In July 1955 American observers saw 28 Bisons in two groups during a Soviet air show. The United States government believed that the bomber was in mass production, and the Central Intelligence Agency estimated that 800 would be available by 1960. The display was a hoax; the first group of ten repeated the flyby with eight more. The classified estimates led, however, to American politicians warning of a "bomber gap".[6]

This time,[when?] it was not the Soviet Air Force (VVS) that wanted the 3M, but rather Naval Aviation (AV-MF). Though it could still not bomb Washington, D.C., the 3M had a sufficient range to fulfill the need for a long-range maritime patrol aircraft. In 1959, the 3M broke numerous world records for payload to height, including 10,000 kilograms (22,000 lb) to 15,317 metres (50,253 ft) and 55,220 kilograms (121,740 lb) to 2,000 metres (6,600 ft).[7]

However, it was thought by the West (and would continue to be thought until 1961) that the 3M was the original M-4, meaning that the capability of the M-4 was vastly overestimated by Western intelligence agencies.

In the early 1960s, the 'Bison-C', with a specialized search radar, was introduced. By this time, many of the original M-4s had been converted to M-4-2 fuel tankers for aerial refueling. Later, 3Ms were converted to 3MS-2 and 3MN-2 tankers as well.

Neither the M-4 nor the 3M ever saw combat, and none were ever converted for low-altitude attack, as many American B-52s were, nor were any ever exported to the Soviet Union's allies.

Production of the Bison aircraft stopped in 1963, by which time 93 of them had been built. The last aircraft, an M-4-2 fuel tanker, was withdrawn from service in 1994.

The three VM-T heavy lift aircraft were converted from 3MN-2 tankers, with very large loads carried piggy-back above the fuselage. The single vertical fin/rudder was replaced with two large rectangular fin/rudders at the tips of the horizontal stabilizers to improve control due to the turbulence caused by the cargo pod.

With the withdrawal of the Myasishchev bombers and tankers the vast majority of the retired airframes were broken up under the terms of the relevant arms limitation treaty.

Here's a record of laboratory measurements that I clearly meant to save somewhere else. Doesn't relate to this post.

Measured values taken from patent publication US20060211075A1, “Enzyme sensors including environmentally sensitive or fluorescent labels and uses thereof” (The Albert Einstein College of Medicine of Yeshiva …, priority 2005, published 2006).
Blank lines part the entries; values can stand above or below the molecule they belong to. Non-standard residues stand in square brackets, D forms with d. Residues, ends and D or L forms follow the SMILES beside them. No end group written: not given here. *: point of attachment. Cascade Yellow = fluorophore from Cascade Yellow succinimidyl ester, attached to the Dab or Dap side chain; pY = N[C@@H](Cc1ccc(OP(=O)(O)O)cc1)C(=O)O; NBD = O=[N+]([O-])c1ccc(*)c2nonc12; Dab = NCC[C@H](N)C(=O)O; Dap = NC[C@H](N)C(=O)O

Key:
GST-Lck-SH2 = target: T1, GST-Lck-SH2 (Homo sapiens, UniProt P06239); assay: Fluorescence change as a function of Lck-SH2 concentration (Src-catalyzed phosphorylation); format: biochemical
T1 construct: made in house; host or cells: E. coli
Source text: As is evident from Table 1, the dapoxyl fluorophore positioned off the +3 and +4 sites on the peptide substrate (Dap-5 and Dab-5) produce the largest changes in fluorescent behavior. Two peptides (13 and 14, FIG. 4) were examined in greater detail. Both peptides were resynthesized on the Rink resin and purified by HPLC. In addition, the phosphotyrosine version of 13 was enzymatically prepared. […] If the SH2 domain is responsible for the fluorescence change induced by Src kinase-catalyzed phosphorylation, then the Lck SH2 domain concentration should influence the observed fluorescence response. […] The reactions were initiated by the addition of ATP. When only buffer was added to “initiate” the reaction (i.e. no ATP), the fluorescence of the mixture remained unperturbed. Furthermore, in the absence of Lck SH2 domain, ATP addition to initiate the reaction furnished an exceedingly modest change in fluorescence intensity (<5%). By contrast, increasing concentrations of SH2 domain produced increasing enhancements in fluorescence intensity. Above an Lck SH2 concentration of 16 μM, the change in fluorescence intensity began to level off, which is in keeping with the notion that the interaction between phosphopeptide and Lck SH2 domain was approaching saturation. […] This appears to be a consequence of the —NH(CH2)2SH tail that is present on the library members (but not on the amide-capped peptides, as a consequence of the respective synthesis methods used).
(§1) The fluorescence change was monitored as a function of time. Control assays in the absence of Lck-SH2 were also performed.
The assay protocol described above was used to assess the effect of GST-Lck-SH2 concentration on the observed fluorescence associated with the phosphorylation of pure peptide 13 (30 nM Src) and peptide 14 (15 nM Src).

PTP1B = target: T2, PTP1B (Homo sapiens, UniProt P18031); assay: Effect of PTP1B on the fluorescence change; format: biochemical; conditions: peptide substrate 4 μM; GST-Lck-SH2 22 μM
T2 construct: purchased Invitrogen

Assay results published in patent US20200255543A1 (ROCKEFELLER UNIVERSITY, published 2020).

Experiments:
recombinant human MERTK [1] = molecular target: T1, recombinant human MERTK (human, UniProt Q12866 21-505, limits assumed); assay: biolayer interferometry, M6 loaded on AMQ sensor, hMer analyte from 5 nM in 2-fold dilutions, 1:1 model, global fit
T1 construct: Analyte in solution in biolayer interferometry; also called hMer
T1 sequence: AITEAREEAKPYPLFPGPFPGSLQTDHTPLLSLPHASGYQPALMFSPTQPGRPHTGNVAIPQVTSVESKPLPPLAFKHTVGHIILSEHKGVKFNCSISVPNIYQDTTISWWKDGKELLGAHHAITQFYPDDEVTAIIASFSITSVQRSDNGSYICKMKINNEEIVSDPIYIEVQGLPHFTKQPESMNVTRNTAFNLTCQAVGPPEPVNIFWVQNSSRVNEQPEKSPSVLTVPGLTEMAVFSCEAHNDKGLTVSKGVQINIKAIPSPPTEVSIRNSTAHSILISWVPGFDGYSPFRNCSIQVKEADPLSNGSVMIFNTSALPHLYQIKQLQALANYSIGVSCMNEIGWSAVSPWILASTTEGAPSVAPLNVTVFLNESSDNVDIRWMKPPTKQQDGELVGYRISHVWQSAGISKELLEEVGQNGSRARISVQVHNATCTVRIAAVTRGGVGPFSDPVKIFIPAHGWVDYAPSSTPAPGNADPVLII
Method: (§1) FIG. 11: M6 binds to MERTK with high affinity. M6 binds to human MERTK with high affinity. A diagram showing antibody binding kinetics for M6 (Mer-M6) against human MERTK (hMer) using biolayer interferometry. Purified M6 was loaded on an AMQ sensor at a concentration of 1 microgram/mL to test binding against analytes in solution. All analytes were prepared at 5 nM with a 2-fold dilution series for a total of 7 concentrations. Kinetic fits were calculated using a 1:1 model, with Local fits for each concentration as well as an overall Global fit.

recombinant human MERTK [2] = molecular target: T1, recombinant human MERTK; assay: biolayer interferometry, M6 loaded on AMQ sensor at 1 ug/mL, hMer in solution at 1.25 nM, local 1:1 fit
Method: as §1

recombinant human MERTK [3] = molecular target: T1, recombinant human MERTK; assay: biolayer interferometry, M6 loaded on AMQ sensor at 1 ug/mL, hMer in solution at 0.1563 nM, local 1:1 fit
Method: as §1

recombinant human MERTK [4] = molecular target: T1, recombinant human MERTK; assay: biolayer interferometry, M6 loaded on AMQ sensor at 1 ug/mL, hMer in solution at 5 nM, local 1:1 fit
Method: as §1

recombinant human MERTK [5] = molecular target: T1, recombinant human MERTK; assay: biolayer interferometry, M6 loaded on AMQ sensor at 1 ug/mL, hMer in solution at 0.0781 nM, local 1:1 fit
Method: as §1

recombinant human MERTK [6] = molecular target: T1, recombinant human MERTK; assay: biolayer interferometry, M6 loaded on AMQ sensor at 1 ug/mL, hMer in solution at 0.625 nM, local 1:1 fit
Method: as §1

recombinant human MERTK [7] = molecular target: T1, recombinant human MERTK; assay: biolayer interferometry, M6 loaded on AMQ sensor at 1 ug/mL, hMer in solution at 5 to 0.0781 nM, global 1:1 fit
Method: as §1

Variants

Myasishchev M-4 '63 Red' (c/n 5301518) at Ukrainka Airbase, Amur Oblast
Myasishchev M-4 '63 Red' (c/n 5301518) at Ukrainka Airbase, Amur Oblast
A Myasishchev 3M in 1968
A Myasishchev 3M in 1968
Side-view silhouette scraps of Myasishchev M-4 / 3M variant noses
Side-view silhouette scraps of Myasishchev M-4 / 3M variant noses

Projected variants

Operators

 Soviet Union
 Russia

Aircraft on display

Four aircraft are known to survive:

Specifications (M-4)

Myasishchev M-4
Myasishchev M-4

Data from Grant and Dailey[10]

General characteristics

Performance

Armament

See also

Related development

Aircraft of comparable role, configuration, and era

Related lists

References

Notes

  1. ^ Myasishchev M-4 and 3M Yefim Gordon & Dimitriy Komissarov Page 238 Schiffer Publishing 2021. ISBN 9780764361821.
  2. ^ "Designations of Soviet and Russian Military Aircraft and Missiles".
  3. ^ "Aerospaceweb.org | Ask Us - Soviet Aircraft Codenames".
  4. ^ "Non-US Bomber listings." designation-systems.net. Retrieved: 19 May 2010.
  5. ^ a b c d e The Myasishchev M-4 / 3M "Bison" & M-50 "Bounder". Air Vectors.net.
  6. ^ a b Heppenheimer, T. A. (1998). The Space Shuttle Decision. NASA. p. 193.
  7. ^ The Soviet War Machine. An encyclopedia of Russian military equipment and strategy. London, England: Hamlin. 1976. p. 101. ISBN 0600382281.
  8. ^ a b c d e f g h i j k l m n o p q r s t u v w Gordon 2003
  9. ^ "Myasishchev M-4 (in Russian: Мясищев М-4)". Retrieved 2013-10-22.
  10. ^ Grant and Dailey 2007, p. 293.

Bibliography